Underwater Photographer Spends 20 Years Capturing Photos of Microscopic Plankton

Ryo Minemizu Underwater Photographer

Larval fish of ‘Dendrochirus.'

Japanese underwater photographer Ryo Minemizu has dedicated his 20-year career to capturing some of the smallest organisms in the sea—plankton. Shooting primarily in the shadow of Mount Fuji in the Osezaki sea and off the Okinawa coast, Minemizu goes deep underwater to discover the beauty and diversity of these microscopic creatures.

His dedication sees him spending two to eight hours underwater every day, where he sets about photographing these tiny organisms. As they typically measure between 2 mm and 40 mm, Minemizu has had to develop special techniques to achieve his incredible photographs. Through trial and error, Minemizu developed the Black Water Dive, a night dive with underwater lighting to bring out the best of larval plankton.

“Plankton are intriguing and beautiful creatures. They symbolize how precious life is by their tiny existence,” the photographer writes. “I wanted other people to see them as they are in the sea–that was my motivation for beginning to shoot plankton underwater, which is quite a challenge. Most plankton are so small and their movements are hard to predict. I have devoted my past 20 years to presenting their tiny figures, colors, and textures to capture their vivid beauty.”

Minemizu's photographs are full of detail. The plankton are so complex that it's difficult to believe how small they actually are in size. Through his skilled and carefully thought out marine life photography, Minemizu is able to capture the vibrant colors and anatomical complexity of the plankton, which are some of the most abundant organisms on earth. And in doing so, he reminds us of just how vital these often unseen creatures are to the food chain.

After years of focusing on the scientific community, Minemizu is bringing his brilliant photography to a wider audience. His touring exhibition, Jewels in the Night Sea, opens at the Canon Gallery Giza in Tokyo on August 20, 2018, before moving to Nagoya and Osaka. Ryo Minemizu prints are available for sale via Fineprint Photo.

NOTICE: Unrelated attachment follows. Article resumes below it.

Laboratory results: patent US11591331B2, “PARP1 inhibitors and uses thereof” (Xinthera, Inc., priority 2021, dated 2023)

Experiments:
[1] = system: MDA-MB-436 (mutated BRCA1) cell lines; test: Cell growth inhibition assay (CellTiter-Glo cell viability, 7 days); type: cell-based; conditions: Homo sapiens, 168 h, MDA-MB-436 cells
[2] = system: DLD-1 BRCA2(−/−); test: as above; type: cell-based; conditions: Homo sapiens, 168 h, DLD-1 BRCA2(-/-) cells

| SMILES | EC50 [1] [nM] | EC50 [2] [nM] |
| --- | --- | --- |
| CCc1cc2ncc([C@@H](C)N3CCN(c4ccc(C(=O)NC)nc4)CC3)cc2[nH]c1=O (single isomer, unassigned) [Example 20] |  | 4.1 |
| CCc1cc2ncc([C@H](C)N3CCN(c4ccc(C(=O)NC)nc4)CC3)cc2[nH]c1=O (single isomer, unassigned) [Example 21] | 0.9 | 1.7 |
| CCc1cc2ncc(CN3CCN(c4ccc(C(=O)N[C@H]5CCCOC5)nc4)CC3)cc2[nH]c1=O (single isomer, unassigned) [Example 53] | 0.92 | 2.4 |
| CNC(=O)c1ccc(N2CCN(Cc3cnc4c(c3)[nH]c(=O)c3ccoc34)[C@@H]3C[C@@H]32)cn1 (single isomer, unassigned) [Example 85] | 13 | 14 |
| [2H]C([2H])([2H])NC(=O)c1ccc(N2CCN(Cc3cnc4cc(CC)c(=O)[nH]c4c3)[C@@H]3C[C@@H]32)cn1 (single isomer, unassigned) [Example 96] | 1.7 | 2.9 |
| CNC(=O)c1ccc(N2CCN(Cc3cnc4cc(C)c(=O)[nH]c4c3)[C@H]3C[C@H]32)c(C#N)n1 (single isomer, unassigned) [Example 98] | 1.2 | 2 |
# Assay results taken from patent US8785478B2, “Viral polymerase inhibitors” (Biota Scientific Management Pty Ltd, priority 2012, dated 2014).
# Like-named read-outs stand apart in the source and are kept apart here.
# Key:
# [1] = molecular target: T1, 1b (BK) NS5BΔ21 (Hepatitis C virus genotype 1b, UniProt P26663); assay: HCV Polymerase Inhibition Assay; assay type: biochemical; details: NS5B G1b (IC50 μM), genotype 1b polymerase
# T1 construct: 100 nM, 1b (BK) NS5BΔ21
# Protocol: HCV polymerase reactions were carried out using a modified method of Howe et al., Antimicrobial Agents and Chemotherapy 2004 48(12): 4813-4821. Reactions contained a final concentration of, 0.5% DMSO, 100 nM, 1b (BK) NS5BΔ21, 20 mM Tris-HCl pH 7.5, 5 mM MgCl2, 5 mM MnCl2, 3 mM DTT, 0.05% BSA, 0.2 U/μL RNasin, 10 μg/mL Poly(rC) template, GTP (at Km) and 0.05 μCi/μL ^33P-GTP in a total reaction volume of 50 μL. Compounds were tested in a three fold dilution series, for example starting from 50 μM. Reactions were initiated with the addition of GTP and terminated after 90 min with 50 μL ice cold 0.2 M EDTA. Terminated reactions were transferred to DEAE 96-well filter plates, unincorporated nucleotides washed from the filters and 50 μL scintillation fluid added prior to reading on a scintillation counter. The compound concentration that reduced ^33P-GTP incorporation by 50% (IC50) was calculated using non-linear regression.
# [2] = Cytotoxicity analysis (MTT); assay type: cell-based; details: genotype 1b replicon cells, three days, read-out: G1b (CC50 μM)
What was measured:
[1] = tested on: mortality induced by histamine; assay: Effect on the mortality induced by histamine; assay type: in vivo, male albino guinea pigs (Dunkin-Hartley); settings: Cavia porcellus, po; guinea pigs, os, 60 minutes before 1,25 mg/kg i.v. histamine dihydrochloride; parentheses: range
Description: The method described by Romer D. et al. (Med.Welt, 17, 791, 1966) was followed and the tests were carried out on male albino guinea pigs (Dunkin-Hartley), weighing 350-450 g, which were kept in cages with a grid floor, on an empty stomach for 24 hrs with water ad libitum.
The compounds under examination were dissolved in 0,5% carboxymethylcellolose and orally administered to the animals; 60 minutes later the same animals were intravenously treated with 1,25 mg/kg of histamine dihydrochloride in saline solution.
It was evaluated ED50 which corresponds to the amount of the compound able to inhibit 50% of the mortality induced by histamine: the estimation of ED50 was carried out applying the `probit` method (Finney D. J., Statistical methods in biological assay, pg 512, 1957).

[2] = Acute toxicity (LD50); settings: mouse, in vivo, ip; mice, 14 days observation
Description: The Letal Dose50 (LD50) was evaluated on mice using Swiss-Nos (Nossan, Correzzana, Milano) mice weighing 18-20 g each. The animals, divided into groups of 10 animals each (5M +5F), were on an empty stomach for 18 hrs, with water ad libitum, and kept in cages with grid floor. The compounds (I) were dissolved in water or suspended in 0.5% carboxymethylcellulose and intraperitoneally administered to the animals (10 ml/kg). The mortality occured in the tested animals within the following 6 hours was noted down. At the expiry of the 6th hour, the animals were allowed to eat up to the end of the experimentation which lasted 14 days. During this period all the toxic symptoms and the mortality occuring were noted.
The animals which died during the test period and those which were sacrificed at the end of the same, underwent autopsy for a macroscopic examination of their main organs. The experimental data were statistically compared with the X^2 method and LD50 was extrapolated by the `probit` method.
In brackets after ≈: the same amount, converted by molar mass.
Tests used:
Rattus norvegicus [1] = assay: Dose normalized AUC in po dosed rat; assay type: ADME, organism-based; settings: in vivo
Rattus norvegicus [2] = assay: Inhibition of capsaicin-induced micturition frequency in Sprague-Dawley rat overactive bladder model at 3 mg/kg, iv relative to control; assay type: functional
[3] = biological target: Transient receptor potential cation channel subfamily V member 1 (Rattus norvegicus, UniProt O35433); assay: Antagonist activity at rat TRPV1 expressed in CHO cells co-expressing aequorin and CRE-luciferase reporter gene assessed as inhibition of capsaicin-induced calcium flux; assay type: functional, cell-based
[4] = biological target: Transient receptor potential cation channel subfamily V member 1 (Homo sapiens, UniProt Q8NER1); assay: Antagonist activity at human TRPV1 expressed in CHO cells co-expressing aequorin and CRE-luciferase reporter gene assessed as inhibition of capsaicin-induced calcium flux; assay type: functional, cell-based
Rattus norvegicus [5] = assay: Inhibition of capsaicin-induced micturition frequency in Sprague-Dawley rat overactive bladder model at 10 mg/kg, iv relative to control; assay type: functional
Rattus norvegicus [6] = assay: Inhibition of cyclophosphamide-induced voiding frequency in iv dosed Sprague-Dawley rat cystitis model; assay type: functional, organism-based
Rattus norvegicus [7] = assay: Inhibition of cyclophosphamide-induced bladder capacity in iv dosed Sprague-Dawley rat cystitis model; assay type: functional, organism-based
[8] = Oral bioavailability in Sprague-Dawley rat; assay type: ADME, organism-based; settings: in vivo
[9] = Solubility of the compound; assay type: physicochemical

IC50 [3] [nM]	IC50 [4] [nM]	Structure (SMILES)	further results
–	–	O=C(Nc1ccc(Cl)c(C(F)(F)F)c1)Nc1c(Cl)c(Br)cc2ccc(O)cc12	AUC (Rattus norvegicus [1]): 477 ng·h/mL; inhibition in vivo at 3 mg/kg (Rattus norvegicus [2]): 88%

For over 20 years, underwater photographer Ryo Minemizu has challenged himself to capture the beauty of plankton.

Underwater photography by Ryo Minemizu

Batesian mimicry, larval fish of ‘Soleichthys.' Body length: 20mm

Ryo Minemizu Underwater Photographer

Unknown a larval ‘Gymnapogon.' Body length: 35mm

Larval Tripod fish by Ryo Minemizu

Larval Tripod fish.

Photo of Marine Life by Ryo Minemizu

‘Megalopa' larva of ‘Eplumula phalangium.'

Ryo Minemizu Underwater Photographer

Larval fish of ‘Hoplichthys.' Body length: 30mm

In order to photograph these microscope creatures, Minemizu developed the Black Water Dive, a night diving technique using special lights to illuminate the plankton.

Underwater photography by Ryo Minemizu

‘Hyperiidea' on ‘Nausithoe' jellyfish. Jellyfish umbrella width: 20mm.

Underwater photography by Ryo Minemizu

‘Megalopa' larva of deepwater carrier crab.

Ryo Minemizu Underwater Photographer

Larval fish of ‘Liopropoma.'

Photo of Marine Life by Ryo Minemizu

‘Tornaria' larva of Acorn worms

larval Barred soapfish by Ryo Minemizu

Larval Barred soapfish.

Photo of Marine Life by Ryo Minemizu

Larva of ‘Pleurobranchaea'

Ryo Minemizu: Website | Instagram

My Modern Met granted permission to use photos by Ryo Minemizu.

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Jessica Stewart

Jessica Stewart is a Staff Editor and Digital Media Specialist for My Modern Met, as well as a curator and art historian. Since 2020, she is also one of the co-hosts of the My Modern Met Top Artist Podcast. She earned her MA in Renaissance Studies from University College London and now lives in Rome, Italy. She cultivated expertise in street art which led to the purchase of her photographic archive by the Treccani Italian Encyclopedia in 2014. When she’s not spending time with her three dogs, she also manages the studio of a successful street artist. In 2013, she authored the book 'Street Art Stories Roma' and most recently contributed to 'Crossroads: A Glimpse Into the Life of Alice Pasquini'. You can follow her adventures online at @romephotoblog.
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